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Posted at 4:34 PM ET, 11/23/2010

FCC delays December meeting, perhaps signaling net neutrality vote

By Cecilia Kang

The Federal Communications Commission said Tuesday that it has postponed its December meeting by about one week to Dec. 21, sparking a flurry of speculation that the agency did so to prepare for a vote on net neutrality.

“An extra week will help us evaluate potential agenda items for December,” said Jen Howard, a spokeswoman for the FCC.

FCC Chairman Julius Genachowski is expected to introduce a proposal that would be under its questionable legal jurisdiction over broadband service providers, according to Stifel Nicholaus analyst Rebecca Arbogast. And the chairman is in the difficult position of now having to convince two Democratic commissioners who have pushed him to reassert authority over broadband services so he can implement rules against discrimination of content on Internet networks.

Analysts said the delay was probably created so Genachowski could garner support for a majority 3 to 2 vote on a final rule.

"We suspect the Democrats could ultimately support a Title I order, but they may seek some sort of concessions on this or other matters," Arbogast wrote in a research note Tuesday.

That legal standing had been questioned by a federal appeals court last spring that said the FCC was overstepping its authority in sanctioning Comcast for violating broadband open-access guidelines. To pursue a regulation on how network providers can manage traffic under its current authority would probably be challenged in court, observers said.

Telecom and cable industry observers say the agency has been consulting with companies and public-interest groups about a final net neutrality proposal, according to sources familiar with conversations with top FCC staff.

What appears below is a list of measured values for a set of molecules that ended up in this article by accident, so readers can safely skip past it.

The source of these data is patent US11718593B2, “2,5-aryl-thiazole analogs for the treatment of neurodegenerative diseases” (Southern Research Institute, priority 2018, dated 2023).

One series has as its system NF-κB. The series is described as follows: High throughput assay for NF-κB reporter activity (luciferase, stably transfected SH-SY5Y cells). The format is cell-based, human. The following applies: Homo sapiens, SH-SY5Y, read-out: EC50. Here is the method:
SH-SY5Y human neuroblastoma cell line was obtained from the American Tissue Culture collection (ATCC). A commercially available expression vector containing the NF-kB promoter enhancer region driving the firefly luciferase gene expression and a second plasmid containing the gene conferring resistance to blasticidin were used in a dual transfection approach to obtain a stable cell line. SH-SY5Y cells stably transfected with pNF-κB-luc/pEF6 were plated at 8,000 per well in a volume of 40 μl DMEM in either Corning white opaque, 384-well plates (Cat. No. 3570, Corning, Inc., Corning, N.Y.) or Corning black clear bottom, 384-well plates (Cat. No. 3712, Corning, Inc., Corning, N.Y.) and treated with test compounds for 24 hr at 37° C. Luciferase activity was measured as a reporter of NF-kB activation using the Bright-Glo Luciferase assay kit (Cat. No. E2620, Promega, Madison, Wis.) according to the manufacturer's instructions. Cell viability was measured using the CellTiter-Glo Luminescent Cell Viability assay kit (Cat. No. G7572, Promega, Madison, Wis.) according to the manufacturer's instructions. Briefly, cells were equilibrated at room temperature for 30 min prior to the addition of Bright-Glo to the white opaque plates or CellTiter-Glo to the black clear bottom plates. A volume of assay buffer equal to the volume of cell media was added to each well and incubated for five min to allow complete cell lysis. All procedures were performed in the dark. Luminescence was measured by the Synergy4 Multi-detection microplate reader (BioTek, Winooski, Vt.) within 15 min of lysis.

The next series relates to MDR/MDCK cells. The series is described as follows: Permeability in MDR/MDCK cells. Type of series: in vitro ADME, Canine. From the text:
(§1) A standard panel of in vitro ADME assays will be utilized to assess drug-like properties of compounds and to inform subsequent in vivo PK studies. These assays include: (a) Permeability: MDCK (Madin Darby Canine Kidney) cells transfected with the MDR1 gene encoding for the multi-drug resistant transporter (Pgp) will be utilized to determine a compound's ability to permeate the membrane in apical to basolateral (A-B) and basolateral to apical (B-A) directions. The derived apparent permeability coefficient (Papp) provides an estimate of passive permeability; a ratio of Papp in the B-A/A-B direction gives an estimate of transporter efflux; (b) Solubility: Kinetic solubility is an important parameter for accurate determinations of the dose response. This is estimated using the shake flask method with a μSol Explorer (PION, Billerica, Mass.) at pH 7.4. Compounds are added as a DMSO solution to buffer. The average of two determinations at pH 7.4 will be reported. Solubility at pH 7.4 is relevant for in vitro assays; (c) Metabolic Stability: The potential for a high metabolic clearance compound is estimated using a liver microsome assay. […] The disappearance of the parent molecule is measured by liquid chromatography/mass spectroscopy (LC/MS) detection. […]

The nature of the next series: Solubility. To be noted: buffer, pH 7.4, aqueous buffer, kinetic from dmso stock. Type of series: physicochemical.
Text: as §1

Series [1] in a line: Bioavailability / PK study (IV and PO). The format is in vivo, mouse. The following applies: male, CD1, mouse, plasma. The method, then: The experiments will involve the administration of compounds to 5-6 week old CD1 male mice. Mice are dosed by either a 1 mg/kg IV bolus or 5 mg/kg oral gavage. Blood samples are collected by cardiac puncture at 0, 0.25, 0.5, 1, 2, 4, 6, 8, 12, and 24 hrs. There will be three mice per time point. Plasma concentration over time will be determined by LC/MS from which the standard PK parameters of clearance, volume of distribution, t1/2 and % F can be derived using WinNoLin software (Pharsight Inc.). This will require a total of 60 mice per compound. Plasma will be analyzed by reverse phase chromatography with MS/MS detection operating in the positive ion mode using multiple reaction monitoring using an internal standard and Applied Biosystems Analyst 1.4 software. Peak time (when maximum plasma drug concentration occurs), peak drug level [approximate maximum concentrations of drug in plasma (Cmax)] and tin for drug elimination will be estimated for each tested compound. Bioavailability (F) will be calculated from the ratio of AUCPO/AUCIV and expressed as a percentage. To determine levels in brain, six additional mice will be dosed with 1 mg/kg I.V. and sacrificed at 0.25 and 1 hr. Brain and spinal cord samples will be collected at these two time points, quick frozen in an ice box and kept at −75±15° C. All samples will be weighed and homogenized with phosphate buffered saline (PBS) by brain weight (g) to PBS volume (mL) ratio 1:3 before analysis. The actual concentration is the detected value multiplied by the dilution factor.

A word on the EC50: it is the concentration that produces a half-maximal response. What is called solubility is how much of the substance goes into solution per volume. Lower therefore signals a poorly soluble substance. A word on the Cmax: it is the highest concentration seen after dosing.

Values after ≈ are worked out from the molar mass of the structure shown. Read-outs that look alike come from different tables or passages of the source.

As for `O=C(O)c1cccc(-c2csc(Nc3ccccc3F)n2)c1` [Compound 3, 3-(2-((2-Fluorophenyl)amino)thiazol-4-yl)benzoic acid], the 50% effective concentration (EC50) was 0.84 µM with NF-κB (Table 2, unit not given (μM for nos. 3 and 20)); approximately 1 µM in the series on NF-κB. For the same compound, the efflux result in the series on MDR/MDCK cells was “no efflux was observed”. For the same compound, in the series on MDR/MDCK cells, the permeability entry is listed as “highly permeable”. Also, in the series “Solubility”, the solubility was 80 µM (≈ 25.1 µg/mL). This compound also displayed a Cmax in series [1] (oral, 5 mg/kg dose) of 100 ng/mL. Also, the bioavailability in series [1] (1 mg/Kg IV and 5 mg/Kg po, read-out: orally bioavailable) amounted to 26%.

The proposal is expected to focus on wireline broadband services, preventing cable and telecom companies from blocking Web sites and applications on their networks. And analysts expect that the rule would allow broadband service providers to charge Web sites and applications for faster downloads.

Rules would probably be lighter on wireless network operators, who would be prevented from outright blocking of competitors’ voice services, such as Skype. But there may be significant room for paid priority of certain services.

"Of concern for the Bells in particular, the chairman could seek to strengthen wireless net neutrality duties, but we believe the Bells have significant leverage to push back against such provisions, given the FCC desire for industry backing or at least acceptance," Arbogast wrote in a note. "Such support could be especially critical in light of House Republican threats that a net neutrality order would produce a backlash."

By Cecilia Kang  | November 23, 2010; 4:34 PM ET
Categories:  FCC, Net Neutrality  
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Comments

If the FCC attempts to regulate the Internet in the last hours of the year, the new Congress - as soon as it is seated - should repeal the regulations via legislation and defund the agency.

Posted by: LBrettGlass | November 23, 2010 5:05 PM | Report abuse

They just won't quit. How many end runs is this government going to take? They won't quit until they are able to control the internet and things will never be the same. My vote is a "hands-off" for the internet. It is working just fine.